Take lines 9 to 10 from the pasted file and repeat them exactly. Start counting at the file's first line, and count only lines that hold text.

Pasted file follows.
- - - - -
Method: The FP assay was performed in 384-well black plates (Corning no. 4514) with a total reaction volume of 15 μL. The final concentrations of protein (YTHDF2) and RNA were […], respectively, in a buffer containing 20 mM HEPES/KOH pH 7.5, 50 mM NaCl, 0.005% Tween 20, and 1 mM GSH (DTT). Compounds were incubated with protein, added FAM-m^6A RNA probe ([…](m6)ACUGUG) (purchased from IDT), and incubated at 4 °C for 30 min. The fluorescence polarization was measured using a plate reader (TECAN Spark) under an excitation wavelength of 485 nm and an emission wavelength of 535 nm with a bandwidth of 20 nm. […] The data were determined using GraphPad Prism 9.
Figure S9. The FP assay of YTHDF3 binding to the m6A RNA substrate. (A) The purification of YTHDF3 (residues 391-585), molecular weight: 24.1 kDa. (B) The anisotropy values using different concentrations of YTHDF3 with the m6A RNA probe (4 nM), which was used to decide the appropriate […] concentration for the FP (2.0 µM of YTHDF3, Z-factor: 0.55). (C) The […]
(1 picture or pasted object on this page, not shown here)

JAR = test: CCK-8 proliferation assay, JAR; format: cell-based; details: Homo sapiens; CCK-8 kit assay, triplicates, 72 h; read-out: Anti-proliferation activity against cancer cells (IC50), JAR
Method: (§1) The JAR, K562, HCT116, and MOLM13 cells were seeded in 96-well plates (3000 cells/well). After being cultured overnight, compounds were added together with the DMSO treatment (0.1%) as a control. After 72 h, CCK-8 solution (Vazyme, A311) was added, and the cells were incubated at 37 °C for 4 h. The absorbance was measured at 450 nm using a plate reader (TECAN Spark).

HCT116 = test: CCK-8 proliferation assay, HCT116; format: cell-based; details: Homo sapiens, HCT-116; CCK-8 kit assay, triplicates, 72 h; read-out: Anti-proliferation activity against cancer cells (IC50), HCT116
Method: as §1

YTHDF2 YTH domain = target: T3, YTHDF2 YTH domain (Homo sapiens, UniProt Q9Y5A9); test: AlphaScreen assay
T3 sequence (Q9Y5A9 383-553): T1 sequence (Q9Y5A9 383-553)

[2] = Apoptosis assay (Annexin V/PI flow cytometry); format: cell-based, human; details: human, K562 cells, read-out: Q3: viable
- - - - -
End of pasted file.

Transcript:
T3 sequence (Q9Y5A9 383-553): T1 sequence (Q9Y5A9 383-553)

[2] = Apoptosis assay (Annexin V/PI flow cytometry); format: cell-based, human; details: human, K562 cells, read-out: Q3: viable